The Inn at St. George 

St. George, Utah Information

Saint George, Utah

Today St. George is the entryway to southern Utah. With so much to do and see here, St. George has blossomed into a large community of locals, outdoor enthusiasts, snowbirds, and tourists.  St. George is dry and sunny with very mild winters. This makes it a very popular place in the spring and fall months when much of northern Utah is cold and snowy.

Many senior couples retire here because of the beautiful climate while others ‘snowbird.’ Snowbirds are people who have residences in the northern and southern parts of the United States. They spend the winters in the south to avoid cold temperatures and snow of the north and live in the north during the summer to avoid the extreme heat of the south.

The first people known to settle what is now St. George, were the Anasazi Indians. They reached the area at about 200 B.C. and left suddenly around 1200 A.D. The reasons they left are unknown. Between 1100 and 1200 A.D. another group arrived called the Paiute Indians. St. George was settled by Americans in 1861 when Brigham Young sent a group of 300 or so Mormon pioneer families to southern Utah to grow cotton, grapes, and other plants better suited to the area’s arid climate. The area was named after George Albert Smith, an apostle of The Church of Jesus Christ of Latter-day Saints. The pioneers built a Mormon temple that was dedicated in 1877 and is still in operation today. It is the third temple built by the Church and the first in the western United States. St. George grew slowly as a farming community until the 1980’s when the area became a popular place for the retirement crowd and tourists.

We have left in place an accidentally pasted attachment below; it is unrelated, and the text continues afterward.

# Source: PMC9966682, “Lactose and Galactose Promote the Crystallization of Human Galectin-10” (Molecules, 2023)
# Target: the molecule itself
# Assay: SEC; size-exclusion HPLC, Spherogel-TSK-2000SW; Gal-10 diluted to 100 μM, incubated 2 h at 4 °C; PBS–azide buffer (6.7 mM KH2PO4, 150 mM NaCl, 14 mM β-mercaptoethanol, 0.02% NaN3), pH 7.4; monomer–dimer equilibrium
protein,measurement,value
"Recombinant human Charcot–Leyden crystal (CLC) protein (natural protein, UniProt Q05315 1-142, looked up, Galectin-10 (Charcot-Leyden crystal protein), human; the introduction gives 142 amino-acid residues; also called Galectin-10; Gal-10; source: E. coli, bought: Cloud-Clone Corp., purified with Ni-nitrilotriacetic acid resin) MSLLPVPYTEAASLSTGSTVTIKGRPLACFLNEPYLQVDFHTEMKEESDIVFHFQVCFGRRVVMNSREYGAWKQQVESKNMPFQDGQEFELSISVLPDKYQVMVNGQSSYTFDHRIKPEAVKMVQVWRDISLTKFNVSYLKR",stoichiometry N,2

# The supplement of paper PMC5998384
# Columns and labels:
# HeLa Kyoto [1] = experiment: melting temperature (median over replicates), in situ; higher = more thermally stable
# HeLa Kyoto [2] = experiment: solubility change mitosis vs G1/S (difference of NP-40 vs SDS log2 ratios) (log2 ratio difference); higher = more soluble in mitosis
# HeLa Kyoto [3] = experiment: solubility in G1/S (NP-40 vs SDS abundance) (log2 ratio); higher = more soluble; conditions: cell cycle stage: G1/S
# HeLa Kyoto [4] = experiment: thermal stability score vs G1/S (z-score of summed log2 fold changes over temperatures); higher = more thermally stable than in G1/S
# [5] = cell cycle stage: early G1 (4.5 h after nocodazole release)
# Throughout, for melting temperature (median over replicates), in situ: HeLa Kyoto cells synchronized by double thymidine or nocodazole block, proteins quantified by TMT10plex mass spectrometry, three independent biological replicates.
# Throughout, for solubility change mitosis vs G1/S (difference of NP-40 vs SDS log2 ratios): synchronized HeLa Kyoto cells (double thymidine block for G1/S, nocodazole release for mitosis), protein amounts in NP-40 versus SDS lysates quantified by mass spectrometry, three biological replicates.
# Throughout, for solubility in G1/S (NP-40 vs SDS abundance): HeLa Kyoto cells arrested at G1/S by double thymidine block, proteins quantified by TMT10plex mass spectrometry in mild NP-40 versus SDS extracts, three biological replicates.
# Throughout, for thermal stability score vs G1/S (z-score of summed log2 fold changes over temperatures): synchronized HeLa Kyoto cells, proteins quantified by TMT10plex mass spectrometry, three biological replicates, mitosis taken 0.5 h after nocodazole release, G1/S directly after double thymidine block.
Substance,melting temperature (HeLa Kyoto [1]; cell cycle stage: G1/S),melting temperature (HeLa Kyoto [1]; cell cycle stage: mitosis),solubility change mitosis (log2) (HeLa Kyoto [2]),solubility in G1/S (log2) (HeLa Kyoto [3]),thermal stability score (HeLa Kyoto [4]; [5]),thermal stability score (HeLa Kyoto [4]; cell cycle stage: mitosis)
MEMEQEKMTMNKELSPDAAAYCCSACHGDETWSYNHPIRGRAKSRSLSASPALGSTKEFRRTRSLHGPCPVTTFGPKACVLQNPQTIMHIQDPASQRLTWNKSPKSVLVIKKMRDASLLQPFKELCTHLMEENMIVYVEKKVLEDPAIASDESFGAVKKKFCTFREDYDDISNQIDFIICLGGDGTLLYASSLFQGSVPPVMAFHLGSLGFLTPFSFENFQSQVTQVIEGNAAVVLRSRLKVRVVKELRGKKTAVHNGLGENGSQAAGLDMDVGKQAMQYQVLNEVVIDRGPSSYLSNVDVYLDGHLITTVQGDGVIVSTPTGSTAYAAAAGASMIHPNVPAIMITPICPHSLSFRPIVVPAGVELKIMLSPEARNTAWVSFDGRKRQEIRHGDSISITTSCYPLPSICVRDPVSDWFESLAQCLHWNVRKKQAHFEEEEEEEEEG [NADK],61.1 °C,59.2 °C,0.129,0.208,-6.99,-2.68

St. George is located in the southwestern part of Utah and is 303 miles from Salt Lake City, the state’s capitol. Las Vegas, Nevada is located 119 miles to the south west and the Arizona border is about 10 miles to the south. It is located at the edge of the Mojave Desert and produces extreme high temperatures in the summer months so visitors should be prepared with water and sun protection when traveling then. Winters are mild with little snow.

Other cities near St. George include Washington City, Ivins, Santa Clara, Hurricane, La Verkin, Leeds, Toquerville, and Virgin. Las Vegas, Nevada is the largest city near St. George.

Attractions

Zion National Park - Zion National Park is located about an hour northwest of St. George. The park is Utah’s oldest national park and most frequented. It offers amazing red canyon scenery, hiking, horseback riding, world renowned rock climbing, camping, bird watching, mountain biking, ranger activities, photography, wildlife and many other activities. The park is open daily, except Christmas, and fees are $25 per vehicle for a seven day pass or $12 for pedestrians or cyclers. Large vehicles such as buses and RV’s are also charge a $15 tunnel fee. Overnight hiking and camping in the back country and some day hikes require limited special permits that are given out on a ‘first come, first served’ basis. Permits are also required for filming, weddings, and special events.